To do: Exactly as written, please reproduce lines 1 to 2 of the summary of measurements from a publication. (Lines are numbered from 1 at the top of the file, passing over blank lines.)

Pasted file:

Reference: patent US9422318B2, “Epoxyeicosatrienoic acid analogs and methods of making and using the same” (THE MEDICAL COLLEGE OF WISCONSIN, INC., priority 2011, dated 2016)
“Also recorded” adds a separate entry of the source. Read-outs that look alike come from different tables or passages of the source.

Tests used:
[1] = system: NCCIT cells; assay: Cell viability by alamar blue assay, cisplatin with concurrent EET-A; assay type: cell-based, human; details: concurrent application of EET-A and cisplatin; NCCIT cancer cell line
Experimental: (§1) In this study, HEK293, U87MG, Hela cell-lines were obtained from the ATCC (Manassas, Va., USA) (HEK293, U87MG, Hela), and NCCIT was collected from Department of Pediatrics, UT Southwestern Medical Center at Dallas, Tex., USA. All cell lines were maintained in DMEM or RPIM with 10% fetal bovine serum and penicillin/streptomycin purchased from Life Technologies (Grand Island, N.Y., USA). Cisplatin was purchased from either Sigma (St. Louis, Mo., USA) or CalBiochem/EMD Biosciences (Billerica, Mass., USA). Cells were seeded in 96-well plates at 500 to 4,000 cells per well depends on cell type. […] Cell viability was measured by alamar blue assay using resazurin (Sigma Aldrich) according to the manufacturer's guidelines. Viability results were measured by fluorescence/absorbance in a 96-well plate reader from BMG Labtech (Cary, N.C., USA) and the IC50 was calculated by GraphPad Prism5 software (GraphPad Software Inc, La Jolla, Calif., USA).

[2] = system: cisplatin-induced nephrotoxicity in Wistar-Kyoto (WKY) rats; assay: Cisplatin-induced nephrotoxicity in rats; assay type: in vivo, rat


Reference: patent US9422318B2, “Epoxyeicosatrienoic acid analogs and methods of making and using the same” (THE MEDICAL COLLEGE OF WISCONSIN, INC., priority 2011, dated 2016)
“Also recorded” adds a separate entry of the source. Read-outs that look alike come from different tables or passages of the source.